noun ol·i·gop·o·ly \ ˌä-lə-ˈgä-pə-lē , ˌō- \
|Updated on: 28 Jul 2018

Definition of oligopoly

: a market situation in which each of a few producers affects but does not control the market


play \ˌä-lə-ˈgä-pə-list, ˌō-\ noun


play \ˌä-lə-ˌgä-pə-ˈli-stik, ˌō-\ adjective

Recent Examples of oligopoly from the Web

These example sentences are selected automatically from various online news sources to reflect current usage of the word 'oligopoly.' Views expressed in the examples do not represent the opinion of Merriam-Webster or its editors. Send us feedback.

Origin and Etymology of oligopoly

olig- + -poly (as in monopoly)

Financial Definition of OLIGOPOLY


What It Is

An oligopoly is an economic market whereby a small number of companies or countries generate and control the entire supply of a good or service.

How It Works

Let's assume that Company XYZ, Company ABC, and Company 123 produce 95% of the country's carrots. If Company XYZ raises the price of its carrots, consumers may choose to buy from Company ABC and Company 123 instead. But if Company ABC and Company 123 decide to follow Company XYZ's lead and raise their prices, the three companies can essentially control the entire carrot market through their power to set prices.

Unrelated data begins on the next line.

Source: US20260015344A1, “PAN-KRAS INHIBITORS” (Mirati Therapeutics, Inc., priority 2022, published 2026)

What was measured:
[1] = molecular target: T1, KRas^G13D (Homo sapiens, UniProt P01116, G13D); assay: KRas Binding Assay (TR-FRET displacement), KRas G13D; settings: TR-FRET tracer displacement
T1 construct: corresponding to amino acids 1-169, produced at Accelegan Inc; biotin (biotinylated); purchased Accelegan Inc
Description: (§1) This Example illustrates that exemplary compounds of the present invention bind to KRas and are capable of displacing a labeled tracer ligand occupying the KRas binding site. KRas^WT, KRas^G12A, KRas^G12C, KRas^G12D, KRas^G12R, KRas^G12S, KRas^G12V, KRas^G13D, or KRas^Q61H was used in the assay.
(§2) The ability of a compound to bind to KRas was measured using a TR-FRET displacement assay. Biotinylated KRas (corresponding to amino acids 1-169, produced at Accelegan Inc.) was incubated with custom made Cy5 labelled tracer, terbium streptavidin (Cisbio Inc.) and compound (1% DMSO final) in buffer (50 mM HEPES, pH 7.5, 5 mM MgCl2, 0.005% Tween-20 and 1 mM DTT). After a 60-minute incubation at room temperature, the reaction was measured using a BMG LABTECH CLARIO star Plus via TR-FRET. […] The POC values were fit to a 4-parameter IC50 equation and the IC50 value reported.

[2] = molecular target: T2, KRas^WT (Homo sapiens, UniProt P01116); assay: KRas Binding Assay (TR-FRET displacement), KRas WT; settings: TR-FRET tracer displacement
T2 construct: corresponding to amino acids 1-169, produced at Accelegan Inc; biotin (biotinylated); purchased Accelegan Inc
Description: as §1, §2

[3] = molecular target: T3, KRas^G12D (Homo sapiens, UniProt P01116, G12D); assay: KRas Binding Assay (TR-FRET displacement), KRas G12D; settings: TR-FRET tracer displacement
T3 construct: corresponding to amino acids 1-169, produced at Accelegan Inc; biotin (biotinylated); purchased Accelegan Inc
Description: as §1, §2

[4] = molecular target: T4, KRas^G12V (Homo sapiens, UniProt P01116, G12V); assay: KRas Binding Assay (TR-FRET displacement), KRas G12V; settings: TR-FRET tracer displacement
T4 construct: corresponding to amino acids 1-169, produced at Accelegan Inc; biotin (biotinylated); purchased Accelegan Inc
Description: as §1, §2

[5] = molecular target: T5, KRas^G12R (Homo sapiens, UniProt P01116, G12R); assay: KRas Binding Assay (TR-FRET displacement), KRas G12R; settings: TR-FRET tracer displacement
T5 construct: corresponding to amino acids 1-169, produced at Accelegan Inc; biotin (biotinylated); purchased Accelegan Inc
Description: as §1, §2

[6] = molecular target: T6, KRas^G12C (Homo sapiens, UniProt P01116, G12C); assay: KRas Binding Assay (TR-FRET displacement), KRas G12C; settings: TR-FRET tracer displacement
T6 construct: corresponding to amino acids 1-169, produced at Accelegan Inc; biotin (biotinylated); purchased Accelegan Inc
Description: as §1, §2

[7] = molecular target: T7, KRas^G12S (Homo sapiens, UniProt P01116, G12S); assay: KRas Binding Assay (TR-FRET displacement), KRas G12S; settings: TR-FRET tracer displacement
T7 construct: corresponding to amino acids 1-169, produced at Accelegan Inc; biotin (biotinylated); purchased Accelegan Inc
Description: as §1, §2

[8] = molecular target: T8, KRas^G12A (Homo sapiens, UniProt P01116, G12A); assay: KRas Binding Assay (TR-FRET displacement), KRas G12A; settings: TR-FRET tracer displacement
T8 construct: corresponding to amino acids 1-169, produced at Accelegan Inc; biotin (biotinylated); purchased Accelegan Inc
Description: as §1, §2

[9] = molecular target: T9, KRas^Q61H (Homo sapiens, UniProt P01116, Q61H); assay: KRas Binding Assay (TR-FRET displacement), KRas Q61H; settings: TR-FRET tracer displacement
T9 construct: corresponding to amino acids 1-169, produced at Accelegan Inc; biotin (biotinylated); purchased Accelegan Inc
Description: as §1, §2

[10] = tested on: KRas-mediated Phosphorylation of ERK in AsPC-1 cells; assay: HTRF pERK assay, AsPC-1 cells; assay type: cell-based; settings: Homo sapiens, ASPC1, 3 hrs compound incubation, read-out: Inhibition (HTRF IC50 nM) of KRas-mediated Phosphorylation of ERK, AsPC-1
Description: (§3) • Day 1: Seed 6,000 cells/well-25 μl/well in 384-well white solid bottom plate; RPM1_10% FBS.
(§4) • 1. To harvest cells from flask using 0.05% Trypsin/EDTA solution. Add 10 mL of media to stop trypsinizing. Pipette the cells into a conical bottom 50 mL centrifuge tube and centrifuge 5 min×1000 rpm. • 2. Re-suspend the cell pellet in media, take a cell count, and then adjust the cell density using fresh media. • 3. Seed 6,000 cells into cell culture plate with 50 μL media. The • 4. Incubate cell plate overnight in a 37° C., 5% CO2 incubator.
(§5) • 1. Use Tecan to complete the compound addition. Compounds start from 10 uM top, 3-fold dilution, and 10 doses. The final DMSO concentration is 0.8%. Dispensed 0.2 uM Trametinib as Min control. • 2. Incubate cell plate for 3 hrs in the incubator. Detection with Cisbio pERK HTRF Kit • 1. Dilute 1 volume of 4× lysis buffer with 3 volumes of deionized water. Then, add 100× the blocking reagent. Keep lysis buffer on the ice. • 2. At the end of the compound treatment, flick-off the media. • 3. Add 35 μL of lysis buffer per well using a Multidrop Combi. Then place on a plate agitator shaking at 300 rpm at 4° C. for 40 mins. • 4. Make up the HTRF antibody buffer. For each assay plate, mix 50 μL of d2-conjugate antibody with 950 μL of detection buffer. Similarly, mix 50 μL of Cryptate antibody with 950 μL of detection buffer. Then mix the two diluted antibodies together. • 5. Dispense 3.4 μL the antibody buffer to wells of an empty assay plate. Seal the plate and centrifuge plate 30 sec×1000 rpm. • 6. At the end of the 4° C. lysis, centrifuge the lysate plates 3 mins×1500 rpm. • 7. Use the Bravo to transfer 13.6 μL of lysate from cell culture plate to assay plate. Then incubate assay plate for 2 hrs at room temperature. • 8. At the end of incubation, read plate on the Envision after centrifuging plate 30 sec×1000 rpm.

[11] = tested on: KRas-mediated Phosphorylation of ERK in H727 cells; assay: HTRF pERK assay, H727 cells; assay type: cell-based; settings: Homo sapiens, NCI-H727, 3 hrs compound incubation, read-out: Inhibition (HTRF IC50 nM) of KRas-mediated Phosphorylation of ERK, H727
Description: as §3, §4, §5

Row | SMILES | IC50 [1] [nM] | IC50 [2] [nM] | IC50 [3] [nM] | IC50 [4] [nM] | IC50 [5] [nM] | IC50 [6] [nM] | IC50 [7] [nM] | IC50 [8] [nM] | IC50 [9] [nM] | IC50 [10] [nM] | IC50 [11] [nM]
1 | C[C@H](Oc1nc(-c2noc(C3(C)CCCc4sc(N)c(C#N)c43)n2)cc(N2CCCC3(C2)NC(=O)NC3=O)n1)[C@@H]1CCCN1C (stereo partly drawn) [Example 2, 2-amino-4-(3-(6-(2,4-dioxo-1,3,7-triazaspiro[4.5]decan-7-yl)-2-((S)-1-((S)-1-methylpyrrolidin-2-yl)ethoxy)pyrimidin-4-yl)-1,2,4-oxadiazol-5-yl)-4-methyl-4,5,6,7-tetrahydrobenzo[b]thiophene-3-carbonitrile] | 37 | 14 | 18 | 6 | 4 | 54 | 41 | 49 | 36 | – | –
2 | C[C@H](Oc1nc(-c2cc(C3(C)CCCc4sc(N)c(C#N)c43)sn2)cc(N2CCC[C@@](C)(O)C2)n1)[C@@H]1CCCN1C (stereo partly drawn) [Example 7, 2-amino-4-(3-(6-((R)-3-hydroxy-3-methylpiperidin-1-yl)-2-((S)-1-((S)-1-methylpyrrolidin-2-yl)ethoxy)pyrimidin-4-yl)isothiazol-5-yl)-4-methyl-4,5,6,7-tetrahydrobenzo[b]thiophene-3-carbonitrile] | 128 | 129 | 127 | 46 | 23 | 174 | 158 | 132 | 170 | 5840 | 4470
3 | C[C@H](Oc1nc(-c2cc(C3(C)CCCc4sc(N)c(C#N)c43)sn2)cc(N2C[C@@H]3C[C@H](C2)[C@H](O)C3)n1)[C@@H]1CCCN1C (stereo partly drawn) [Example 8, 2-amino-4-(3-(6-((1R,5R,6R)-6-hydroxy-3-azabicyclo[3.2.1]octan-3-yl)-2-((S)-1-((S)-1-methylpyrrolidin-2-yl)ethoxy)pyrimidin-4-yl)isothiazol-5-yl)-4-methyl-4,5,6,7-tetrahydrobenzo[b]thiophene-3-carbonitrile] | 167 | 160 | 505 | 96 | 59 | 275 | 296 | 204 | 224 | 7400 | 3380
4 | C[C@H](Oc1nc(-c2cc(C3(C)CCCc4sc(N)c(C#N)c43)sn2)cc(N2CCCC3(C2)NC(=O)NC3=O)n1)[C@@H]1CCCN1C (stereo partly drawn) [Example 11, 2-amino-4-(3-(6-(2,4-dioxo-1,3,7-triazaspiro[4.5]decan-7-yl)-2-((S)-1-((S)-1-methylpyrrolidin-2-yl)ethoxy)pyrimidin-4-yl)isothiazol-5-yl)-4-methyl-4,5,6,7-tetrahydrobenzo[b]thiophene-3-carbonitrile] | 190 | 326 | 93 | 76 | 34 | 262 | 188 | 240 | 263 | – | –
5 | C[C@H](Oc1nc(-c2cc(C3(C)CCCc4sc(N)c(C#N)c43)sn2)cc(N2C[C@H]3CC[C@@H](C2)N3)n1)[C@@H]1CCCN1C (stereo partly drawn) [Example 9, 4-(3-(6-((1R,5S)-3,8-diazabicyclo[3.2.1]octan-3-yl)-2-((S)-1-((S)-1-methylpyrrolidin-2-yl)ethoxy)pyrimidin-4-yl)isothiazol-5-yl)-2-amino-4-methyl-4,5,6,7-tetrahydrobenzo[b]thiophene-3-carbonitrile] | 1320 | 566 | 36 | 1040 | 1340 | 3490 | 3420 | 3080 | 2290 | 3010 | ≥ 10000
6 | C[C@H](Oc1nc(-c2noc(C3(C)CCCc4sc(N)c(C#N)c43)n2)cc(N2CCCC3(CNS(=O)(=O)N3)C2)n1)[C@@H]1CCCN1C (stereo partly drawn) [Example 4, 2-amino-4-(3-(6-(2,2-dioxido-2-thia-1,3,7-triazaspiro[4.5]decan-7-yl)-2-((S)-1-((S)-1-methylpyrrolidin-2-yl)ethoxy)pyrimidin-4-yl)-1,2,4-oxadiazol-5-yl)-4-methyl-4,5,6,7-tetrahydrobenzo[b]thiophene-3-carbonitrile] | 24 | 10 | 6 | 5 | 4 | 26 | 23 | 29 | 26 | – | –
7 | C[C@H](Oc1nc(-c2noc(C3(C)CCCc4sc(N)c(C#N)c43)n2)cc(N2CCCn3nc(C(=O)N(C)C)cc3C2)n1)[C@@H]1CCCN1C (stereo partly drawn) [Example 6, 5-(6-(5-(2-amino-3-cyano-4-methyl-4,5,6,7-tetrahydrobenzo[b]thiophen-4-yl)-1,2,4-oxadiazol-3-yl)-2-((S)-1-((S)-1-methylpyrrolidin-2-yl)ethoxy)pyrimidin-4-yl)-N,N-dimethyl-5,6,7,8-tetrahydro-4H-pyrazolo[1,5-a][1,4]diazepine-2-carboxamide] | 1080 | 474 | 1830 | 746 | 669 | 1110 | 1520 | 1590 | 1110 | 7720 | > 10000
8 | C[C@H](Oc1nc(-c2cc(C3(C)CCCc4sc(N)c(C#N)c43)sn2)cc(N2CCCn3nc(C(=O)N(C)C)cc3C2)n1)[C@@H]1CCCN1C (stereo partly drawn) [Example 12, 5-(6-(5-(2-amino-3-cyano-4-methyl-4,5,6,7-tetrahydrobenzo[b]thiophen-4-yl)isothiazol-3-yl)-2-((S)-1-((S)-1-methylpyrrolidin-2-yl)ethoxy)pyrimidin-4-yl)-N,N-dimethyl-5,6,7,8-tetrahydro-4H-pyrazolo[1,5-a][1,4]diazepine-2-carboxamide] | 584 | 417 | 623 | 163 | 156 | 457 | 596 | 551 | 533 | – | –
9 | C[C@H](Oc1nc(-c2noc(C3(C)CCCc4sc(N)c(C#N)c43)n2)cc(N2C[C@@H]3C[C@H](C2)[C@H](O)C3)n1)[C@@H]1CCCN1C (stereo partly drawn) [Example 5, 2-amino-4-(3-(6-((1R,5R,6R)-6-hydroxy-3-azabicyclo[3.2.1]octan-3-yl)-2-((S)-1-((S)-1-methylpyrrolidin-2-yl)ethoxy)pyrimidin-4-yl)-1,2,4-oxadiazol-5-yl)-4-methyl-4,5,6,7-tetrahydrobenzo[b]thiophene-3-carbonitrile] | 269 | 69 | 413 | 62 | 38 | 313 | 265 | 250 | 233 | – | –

In a truly competitive market, the three companies would not have this luxury--they would probably have to either lower their prices or differentiate their products to stay in business. Companies in an oligopoly are keenly interested in what the other members of the oligopoly will do next. The goal of a company involved in an oligopoly is to increase profits by attempting to monopolize the market by finding and maintaining competitive advantages.

Economies of scale often lead to oligopoly-like conditions because they discourage new competitors from entering a market. Consider how capital intensive it is to enter the airline business or the soda business (industries are commonly thought of as oligopolies). And because there is so little of the market available to competitors, new entrants to an oligopoly rarely succeed.

Why It Matters

Although uncommon, oligopolies can quickly turn into cartels, which are groups of companies that agree to influence prices by controlling the production and sale of a good or service (one of the world's most well-known cartels is the Organization of Petroleum Exporting Countries--OPEC). The companies essentially collude to control supply and prices. This is why prices in oligopolistic industries are usually higher than markets that allow greater competition.

Oligopolies and cartels are hard to maintain in the long term. Federal antitrust laws, most notably the Sherman Act, make cartels and collusive activity illegal in the United States. Also, disagreements within cartels regarding output may cause a break up of the group. In addition, consumers often become sensitive to the increased prices.

Law Dictionary


noun ol·i·gop·o·ly \ ˌä-li-ˈgä-pə-lē, ˌō- \

legal Definition of oligopoly

plural -lies
: a condition in which a few sellers dominate a particular market to the detriment of competition by others

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very hard to disturb or upset

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